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Old 08-18-2004, 06:32 PM   #1
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Question Tow Vehicle question

I had read somewhere that one ton trucks (Dodge 3500, Ford 350 etc) has suspensions that may be too rough for pulling a bambi. I am not sure if the statement implied that a one ton truck was too rough for the occupants of the truck, or the lack of suspension movement was too rough for the trailer. Is there some damage that could occur to the trailer from using a heavy duty truck to haul it? I'm planning on a purchase of a dodge 3500, dual axel,with cummins diesel. The only other cars we have are two toyota camry's so by default, I would want to use the diesel to haul the trailer.
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Old 08-18-2004, 07:16 PM   #2
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You are correct. The truck will beat up you, your kidneys, and the trailer.
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Old 08-18-2004, 07:31 PM   #3
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Quote:
Originally Posted by dryan
I had read somewhere that one ton trucks (Dodge 3500, Ford 350 etc) has suspensions that may be too rough for pulling a bambi.......
Dryan:

I would suggest you take a couple of trial rides in the unit you are interested in. I have an E-350 dually, and have no problem at all with the ride.

As far as tongue action goes, from the problems described here on the forum pertaining to axel problems and tire imbalance, I infer that it would require a REALLY rough ride to duplicate the harshness and vibration transmitted to the trailer from various tire problems. Members have described screws coming undone, shelves falling off, and lenses falling out.

If you are still undecided, take a short ride in the trailer while it is being towed as a "test" of the potential tow vehicle. If you are dissatisfied with the test ride, try it again with a vehicle with a soft suspension - you may (or may not) be surprised by the ride of the Airstream.

My Opinion Only.
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Old 08-18-2004, 07:50 PM   #4
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The 1 ton will do the job, but it is way, way, way, way overkill and will have more jounce for both passenger and trailer.
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Old 08-18-2004, 07:54 PM   #5
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Thanks for the information. I am presently towing the 19 bambi with a Ford F 150 supercab with the "small" 4.6 liter V8 engine. It has 212000 miles on the odometer and to be frank, seems to struggle a lot, especially on hills. I shut off the overdrive when towing, but even so, with what feels like inadequate power and a suspension that seems challenged by the 4500 pounds of the bambi, the ride effect is sometimes slightly scarry. That is why I am looking at the cummins engine, and something with a little more suspension. I thought about the dodge 2500, but I will be carrying a generator in the bed of the truck as well as an extra 50 gallon water tank for longer term boondocking. I am presently only carrying the generator in the ford. I've test driven the dodge 3500, both in single rear wheel and double wheel versions and am quite satisified with the ride. Of course, this is a test drive with no trailer attached. So the comfort level in the cab is fine with me,,, I am only concerned with the trailer. I'll be on interstates for the most part and when I get off onto the backroads, will be driving very slowly and carefully.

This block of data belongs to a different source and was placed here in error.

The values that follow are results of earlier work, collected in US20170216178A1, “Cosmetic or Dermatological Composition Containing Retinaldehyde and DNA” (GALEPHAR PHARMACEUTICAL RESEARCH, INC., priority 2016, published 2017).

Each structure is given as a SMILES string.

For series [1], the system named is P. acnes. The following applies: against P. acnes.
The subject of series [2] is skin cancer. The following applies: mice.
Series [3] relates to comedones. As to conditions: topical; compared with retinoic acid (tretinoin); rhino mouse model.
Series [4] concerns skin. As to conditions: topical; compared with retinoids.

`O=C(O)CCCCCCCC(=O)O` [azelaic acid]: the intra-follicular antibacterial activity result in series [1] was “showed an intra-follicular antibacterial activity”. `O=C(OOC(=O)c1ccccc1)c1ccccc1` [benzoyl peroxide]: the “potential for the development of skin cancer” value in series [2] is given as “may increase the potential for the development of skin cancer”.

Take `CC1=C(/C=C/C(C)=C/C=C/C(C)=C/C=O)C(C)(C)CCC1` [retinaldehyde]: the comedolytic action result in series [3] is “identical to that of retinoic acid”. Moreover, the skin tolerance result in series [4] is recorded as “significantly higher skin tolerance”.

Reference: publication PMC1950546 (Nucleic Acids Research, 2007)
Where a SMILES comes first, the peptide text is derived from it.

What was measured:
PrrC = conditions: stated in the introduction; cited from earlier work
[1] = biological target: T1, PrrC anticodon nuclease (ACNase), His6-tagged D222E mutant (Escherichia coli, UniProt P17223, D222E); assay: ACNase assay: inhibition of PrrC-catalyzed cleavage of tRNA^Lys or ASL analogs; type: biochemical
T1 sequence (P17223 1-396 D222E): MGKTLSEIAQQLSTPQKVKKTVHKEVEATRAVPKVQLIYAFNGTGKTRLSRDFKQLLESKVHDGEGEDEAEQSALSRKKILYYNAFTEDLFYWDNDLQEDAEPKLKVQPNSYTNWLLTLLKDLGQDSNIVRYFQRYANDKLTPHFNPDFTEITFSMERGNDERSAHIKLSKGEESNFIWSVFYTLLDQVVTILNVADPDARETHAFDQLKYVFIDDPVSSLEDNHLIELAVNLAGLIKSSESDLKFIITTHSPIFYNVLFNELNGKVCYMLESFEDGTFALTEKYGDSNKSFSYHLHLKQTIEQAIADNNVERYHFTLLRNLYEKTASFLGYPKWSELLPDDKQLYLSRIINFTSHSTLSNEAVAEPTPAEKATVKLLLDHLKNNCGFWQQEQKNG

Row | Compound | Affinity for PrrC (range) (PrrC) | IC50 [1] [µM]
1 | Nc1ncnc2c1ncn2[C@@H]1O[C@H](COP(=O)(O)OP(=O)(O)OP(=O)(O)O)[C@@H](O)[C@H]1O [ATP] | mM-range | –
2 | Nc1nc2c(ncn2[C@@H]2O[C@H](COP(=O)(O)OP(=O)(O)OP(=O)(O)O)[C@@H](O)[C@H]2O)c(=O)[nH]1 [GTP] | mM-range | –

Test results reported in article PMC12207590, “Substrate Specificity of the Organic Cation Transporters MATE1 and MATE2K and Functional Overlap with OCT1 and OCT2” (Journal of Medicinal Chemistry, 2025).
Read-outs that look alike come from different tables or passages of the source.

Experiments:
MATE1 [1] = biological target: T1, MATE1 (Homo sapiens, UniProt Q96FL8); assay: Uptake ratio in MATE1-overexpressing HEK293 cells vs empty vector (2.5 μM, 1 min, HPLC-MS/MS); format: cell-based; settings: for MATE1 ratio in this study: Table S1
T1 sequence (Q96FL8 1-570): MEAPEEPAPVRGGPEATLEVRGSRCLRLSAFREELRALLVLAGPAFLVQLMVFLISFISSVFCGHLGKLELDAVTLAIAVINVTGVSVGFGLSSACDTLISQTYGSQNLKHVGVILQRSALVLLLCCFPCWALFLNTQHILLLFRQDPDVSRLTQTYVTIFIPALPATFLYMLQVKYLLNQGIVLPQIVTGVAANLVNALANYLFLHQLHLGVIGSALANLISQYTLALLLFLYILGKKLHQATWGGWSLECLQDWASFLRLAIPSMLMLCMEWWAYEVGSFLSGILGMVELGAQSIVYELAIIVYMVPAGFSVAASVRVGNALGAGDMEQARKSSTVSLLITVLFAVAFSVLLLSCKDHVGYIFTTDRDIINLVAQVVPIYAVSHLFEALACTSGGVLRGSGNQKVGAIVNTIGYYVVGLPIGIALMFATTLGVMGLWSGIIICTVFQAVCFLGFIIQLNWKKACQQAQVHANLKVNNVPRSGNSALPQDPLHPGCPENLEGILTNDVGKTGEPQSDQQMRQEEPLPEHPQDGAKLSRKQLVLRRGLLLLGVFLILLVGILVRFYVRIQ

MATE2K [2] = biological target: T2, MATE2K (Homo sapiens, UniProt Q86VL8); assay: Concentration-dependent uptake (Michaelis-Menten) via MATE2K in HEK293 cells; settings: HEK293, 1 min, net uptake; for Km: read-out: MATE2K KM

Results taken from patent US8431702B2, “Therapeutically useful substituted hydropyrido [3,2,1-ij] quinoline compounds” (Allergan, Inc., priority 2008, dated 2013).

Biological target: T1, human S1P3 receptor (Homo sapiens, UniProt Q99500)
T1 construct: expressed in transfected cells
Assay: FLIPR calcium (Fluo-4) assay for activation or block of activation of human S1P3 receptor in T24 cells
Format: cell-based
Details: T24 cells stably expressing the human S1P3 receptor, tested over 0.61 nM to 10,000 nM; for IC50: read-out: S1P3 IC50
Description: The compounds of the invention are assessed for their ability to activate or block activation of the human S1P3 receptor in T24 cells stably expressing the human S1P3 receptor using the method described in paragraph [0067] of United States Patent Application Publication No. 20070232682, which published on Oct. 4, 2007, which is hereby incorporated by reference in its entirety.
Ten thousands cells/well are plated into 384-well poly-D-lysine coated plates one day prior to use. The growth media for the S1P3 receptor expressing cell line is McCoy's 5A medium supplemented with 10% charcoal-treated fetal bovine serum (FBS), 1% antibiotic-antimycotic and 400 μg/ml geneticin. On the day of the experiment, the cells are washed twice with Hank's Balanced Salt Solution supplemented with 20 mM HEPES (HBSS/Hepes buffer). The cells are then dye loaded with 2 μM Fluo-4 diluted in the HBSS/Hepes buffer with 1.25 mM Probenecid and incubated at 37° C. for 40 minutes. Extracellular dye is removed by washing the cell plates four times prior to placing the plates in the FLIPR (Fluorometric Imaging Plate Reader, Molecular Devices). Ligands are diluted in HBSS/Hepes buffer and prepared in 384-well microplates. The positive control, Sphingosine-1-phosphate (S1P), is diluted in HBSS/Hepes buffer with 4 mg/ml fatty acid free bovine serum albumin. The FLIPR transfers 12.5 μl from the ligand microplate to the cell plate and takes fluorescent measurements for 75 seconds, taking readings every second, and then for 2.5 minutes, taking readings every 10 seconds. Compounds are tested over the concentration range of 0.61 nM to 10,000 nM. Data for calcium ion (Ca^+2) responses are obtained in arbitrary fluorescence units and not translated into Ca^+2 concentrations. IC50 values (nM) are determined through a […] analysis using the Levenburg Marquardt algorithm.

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Old 08-18-2004, 08:43 PM   #6
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The dually is overkill - but the stability and driving pleasure afforded by the "overkill" can't be beat on a good interstate. Back roads (---read "secondary") can be a bit hard on the truck passengers. I've yet to see that the trailer is suffering but I'm watching it closely for loose rivets and the like. Most of the time, all of the fragile cargo in the kitchen and bathroom seem to travel with very little signs of trauma. One weird example is that my wife accidentally left a half-full can of coke on the dinette following a lunch stop. The can actually slid off the dinette onto the floor of the trailer, landed upright, and was sitting prim and pretty when we stopped for the night - still half full! I searched for at least 5 minutes trying to find a wet spot on the carpet - but to no avail! I think that the load-equilizer setup has a lot to do with cushioning the interaction between the truck and trailer.
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Old 08-19-2004, 12:18 PM   #7
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Our 1 ton Ford E-350 diesel tows great with air shocks. One problem is that the transmission is a bit on the puny side. Towing up a long grade it overheats using Fords Mercon OEM ATF. We replaced the Mercon with Mobil 1 ATF and the problem of overheating went away. We use ear plugs on long trips so we're not so worn out from the noise of the diesel.